Monday, 30 March 2015

Dancing, depression, and me.

This is one of the most difficult, most distressing, most desperately secret things I have dealt with over the last four years. It is almost impossible for me to put into words, and even more unimaginable that anyone would understand - however I do now feel that I need to put it into a format that my friends may be able to comprehend - to speak out and be bold, as I have done during the course of my recovery from a debilitating and destructive mental illness, and in doing so take this overshadowing fear of what was, and try to see what could be instead.

I was a dancer, at the start of my career. That's what I wanted to be, from watching Cats at ten years old, and for a long time it seemed like the only option available to me. I couldn't sing for toffee, and knew nothing at all about acting. But dancing was fun, and people told me I was good at it - Baby Perfectionist Me liked to be told she was good at things - and I could see myself going far with it.

I don't remember when it stopped being fun. Probably around the same time I started to forget how to be happy - impossible to pinpoint an exact moment. It was gradual, and dependent on circumstance. If I got everything right, AND was pointed out by the teacher as the end of the class, it was my true calling in life and the best thing in the world and I was almost happy. If I got everything right and did not get pointed out at the end, I'd panic. I hadn't worked hard enough, clearly I was secretly rubbish and people were just being polite. You can imagine how I felt on an off day, when I forgot moves, fell out of my turns and bumped into everyone around me.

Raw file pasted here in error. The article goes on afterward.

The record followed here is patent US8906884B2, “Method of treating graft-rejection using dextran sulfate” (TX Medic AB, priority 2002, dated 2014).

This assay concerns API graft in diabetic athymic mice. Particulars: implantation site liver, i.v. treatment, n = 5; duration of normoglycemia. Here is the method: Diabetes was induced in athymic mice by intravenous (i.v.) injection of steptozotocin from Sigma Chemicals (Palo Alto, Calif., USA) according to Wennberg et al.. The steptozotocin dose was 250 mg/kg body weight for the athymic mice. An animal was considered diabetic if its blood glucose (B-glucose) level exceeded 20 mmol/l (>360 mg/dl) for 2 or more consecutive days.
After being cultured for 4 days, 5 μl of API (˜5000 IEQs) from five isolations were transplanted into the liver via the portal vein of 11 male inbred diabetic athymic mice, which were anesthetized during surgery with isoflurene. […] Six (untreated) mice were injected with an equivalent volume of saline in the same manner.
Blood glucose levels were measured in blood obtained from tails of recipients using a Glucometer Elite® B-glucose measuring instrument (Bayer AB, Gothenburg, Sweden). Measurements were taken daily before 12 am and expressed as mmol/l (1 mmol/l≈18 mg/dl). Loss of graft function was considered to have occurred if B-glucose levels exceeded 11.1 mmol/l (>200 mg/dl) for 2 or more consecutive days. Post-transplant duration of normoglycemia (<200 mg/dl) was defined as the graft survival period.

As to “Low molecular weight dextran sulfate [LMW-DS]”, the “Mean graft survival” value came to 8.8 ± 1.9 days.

Depression makes no exceptions. It's grasp reaches everything. To begin with - when you first realise there is a problem - it feels like there isn't a way out. There isn't a happy place, no respite from self-loathing, and there is nothing - nothing in the world - that will bring you joy. And if there is - well, then you don't deserve it.

I turned my joy into self-harm. It's still difficult for me to call it that - but that was what it was. I knew where to hurt myself most - in my dance lessons. I would consciously, deliberately, look in the mirror and loath. I would look at other people and say "if you were any good, you'd look like them." I would set myself impossible goals and constantly tell myself how awful I was, because I was utterly convinced that that was what I deserved.

When I left college, and had my first major meltdown, I stopped everything. I didn't go anywhere near a stage for about a year. Things crept back into place slowly - singing was always going to take a while - but I've been so incredibly lucky to have worked on some of the shows on my CV. I'm beginning to find my feet as an actress - which, in truth, is where my strength and longevity as an artists lies.

Dancing frightens me. I could give you a thousand excuses to not go to class, and it's really because I'm utterly terrified.  It frightens me because I know how wonderful I could feel while dancing, and it frightens me because I know how cruel I can be to myself. I cannot fully concentrate on the dance itself, when I'm in class now. I'm constantly monitoring my mental state. Altering cruel thoughts, becoming aware of when my old Am Dram teacher pops up to tell me how terrible I've become and how disappointed she is, and conjuring bouncers to forcibly remove her from the room. Years of developing a certain mental attitude when I walked into a dance class is going to take twice that time to undo. I'm determined, though to do it. I want my joy back. And I want it back unconditionally. I want to not be the best dancer in the world...and love it anyway.

I recently bought myself my first ever Month membership to Pineapple. I promised myself to only do classes I liked. I love theatre Jazz. I know the music, I can assume a character, it's fairly simple but full of life. I feel like I did - like I should. One day I will get that back with tap, jazz technique, ballet, all the things that used to bring me joy. I am confident that the love is still there - and when I uncover it, it will have been worth every agonizing, exhausting, courageous minute.

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